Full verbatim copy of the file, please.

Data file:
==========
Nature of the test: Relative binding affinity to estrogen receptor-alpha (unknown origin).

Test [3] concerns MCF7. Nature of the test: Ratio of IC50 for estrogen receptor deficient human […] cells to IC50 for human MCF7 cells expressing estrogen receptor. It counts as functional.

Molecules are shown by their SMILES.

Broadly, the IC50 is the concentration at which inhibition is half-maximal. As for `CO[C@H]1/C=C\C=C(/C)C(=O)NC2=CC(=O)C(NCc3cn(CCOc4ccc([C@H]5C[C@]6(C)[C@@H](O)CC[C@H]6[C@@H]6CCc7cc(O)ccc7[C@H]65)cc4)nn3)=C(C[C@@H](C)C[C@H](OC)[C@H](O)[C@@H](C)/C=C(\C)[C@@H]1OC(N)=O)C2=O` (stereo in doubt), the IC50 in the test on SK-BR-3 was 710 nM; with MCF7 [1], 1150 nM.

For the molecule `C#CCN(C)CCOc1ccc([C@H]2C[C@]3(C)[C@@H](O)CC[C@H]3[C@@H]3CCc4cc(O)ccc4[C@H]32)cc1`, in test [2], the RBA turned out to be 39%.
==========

Nature of the test: Relative binding affinity to estrogen receptor-alpha (unknown origin).

Test [3] concerns MCF7. Nature of the test: Ratio of IC50 for estrogen receptor deficient human […] cells to IC50 for human MCF7 cells expressing estrogen receptor. It counts as functional.

Molecules are shown by their SMILES.

Broadly, the IC50 is the concentration at which inhibition is half-maximal. As for `CO[C@H]1/C=C\C=C(/C)C(=O)NC2=CC(=O)C(NCc3cn(CCOc4ccc([C@H]5C[C@]6(C)[C@@H](O)CC[C@H]6[C@@H]6CCc7cc(O)ccc7[C@H]65)cc4)nn3)=C(C[C@@H](C)C[C@H](OC)[C@H](O)[C@@H](C)/C=C(\C)[C@@H]1OC(N)=O)C2=O` (stereo in doubt), the IC50 in the test on SK-BR-3 was 710 nM; with MCF7 [1], 1150 nM.

For the molecule `C#CCN(C)CCOc1ccc([C@H]2C[C@]3(C)[C@@H](O)CC[C@H]3[C@@H]3CCc4cc(O)ccc4[C@H]32)cc1`, in test [2], the RBA turned out to be 39%.